I can't tell you how many reams of paper I have watched someone recycle because so few web pages are actually set up to print. I won't even mention how much time I have seen folks spend struggling to get web pages printed.
Complicating this of course is the different web browsers, like Internet Explorer, Firefox, Chrome, etc., and how the print dialogs work (and change with the frequent version updates).
If you aren't set up to do so, I highly recommend setting up a PDF printer like CutePDF or something like it. Being able to print electronically to a document type which is more printing-foolproof can allow you to test without wasting ink/toner/paper.
This article is meant to give you the tools you need to save a few trees, regardless of page or browser!
First of all, see if the web page you are looking at has a Print button or link. Many web pages will include a PDF or a specially-formatted page that is easy on your ink/toner and paper.
Next, use your Print Preview. Get a good look at what is going to come out of the printer before you print it. This will save you a lot of grief right off the bat.
When you are looking at this print preview you might notice that it is dramatically different than what the page looked like. Perhaps you only see the first few lines on the first page, a blank second page and the rest of the content splattered over the next 5-7.
These disjointed regions are typically due to the way web page content fits into frames, and they don't always print as shown. Here are a few tricks to getting what you want from them:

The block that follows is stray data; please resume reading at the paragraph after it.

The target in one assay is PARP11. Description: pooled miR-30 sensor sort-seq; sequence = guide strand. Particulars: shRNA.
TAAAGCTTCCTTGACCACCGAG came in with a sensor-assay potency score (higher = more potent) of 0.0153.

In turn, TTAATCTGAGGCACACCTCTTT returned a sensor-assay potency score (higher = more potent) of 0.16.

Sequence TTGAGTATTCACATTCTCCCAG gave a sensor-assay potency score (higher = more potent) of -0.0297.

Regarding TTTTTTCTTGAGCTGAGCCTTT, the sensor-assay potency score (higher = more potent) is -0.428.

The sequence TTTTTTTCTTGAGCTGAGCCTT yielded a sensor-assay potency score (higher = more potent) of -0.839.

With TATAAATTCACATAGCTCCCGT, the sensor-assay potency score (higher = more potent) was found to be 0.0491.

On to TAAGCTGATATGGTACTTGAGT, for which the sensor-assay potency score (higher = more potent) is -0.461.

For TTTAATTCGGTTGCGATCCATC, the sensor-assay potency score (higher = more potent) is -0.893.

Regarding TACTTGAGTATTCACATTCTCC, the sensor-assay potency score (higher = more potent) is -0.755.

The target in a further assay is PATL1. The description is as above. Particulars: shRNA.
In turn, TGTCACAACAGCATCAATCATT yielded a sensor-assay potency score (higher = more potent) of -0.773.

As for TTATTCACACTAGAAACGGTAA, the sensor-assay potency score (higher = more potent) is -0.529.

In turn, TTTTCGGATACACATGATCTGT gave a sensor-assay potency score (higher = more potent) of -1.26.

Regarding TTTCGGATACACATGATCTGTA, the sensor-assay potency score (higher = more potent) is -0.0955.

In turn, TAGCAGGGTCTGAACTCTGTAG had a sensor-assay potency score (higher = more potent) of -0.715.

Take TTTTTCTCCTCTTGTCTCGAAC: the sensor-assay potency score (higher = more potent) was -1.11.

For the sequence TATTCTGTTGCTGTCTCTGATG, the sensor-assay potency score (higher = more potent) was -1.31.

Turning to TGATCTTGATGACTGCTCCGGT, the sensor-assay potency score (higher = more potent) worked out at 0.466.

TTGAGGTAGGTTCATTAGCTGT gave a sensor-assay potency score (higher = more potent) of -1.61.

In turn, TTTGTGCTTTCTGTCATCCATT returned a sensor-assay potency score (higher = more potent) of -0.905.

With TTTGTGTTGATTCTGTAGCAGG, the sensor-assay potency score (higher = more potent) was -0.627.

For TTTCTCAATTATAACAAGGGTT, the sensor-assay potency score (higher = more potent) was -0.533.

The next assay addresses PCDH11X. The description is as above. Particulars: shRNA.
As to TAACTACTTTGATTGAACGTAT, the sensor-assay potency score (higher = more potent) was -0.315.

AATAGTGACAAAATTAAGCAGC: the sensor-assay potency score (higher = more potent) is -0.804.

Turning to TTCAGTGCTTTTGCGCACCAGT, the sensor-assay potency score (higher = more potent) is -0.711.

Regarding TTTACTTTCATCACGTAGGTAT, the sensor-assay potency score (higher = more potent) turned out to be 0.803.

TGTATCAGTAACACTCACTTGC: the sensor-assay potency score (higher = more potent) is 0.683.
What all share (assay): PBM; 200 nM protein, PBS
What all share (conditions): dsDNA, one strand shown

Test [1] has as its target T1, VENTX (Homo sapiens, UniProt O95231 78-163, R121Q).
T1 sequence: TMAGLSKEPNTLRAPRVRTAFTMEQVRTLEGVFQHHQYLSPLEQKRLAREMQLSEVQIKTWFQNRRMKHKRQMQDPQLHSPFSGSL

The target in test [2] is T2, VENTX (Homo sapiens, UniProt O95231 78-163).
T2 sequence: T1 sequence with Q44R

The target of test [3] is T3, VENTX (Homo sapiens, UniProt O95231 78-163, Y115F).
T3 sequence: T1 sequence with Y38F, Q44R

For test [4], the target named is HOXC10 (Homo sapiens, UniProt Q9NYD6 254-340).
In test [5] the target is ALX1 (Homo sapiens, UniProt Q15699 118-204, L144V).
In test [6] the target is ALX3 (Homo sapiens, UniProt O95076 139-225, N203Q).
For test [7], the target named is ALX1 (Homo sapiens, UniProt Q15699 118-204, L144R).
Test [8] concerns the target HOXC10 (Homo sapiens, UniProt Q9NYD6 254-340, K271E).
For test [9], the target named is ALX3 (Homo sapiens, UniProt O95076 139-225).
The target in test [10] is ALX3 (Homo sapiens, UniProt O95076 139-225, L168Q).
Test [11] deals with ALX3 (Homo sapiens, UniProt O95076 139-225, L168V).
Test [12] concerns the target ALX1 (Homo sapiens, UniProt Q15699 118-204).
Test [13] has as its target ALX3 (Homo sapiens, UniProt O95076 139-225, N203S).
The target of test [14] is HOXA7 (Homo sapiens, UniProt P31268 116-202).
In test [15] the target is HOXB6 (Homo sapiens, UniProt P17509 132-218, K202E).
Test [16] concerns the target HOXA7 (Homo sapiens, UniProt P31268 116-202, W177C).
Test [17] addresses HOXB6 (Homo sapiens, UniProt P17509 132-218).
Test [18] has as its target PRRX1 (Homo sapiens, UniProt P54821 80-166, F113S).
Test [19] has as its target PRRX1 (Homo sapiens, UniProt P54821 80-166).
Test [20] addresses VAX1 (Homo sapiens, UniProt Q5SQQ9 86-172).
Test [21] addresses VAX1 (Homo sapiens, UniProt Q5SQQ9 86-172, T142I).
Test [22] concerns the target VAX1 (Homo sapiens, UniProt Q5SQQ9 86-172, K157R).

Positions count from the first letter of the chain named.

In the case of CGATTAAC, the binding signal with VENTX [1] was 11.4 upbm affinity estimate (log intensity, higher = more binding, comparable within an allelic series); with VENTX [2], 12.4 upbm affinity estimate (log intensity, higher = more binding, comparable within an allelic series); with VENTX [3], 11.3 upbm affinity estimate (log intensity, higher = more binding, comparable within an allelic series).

1. Try right clicking directly on the text you want to print, and choose Print Preview. That SHOULD print just what's in that frame. I say "SHOULD" but depending on the web browser and the way the page is coded, it might not turn out that way. Again, Print Preview is your friend!
2. Use your mouse to select (left click and drag) the text and images you want to print. Start from the upper left and move to the lower right. Right click in the selection and use Control-P (the universal Print command; Mac is Command-P). In the dialog box choose the option for Print Selected. This should only print what you have highlighted, provided your selection didn't include a separate frame. This is a little tricky and might take a little experimentation. Save some trees and print to PDF!!
3. Last, and almost worst option, use your mouse to select (left click and drag) the text and images you want to print. Start from the upper left and move to the lower right. Right click in the selection and choose Copy. Open Microsoft Word (or other editor which will work with text and images) and click Edit>Paste. Edit your document and print.
4. Absolutely the worst option: if you can get everything you want to print on the screen at once, do a screen capture (PC's can just hit Alt-Prt Scrn, but Macs have to use the Grab application), and paste it into Word or some other application you can paste pictures into. Resize the picture or change the document layout to get the picture as big as you can and go to town.
I hope these tips save you a little frustration, and if you have some tools/tips that have helped you in the past, please share them in the comments.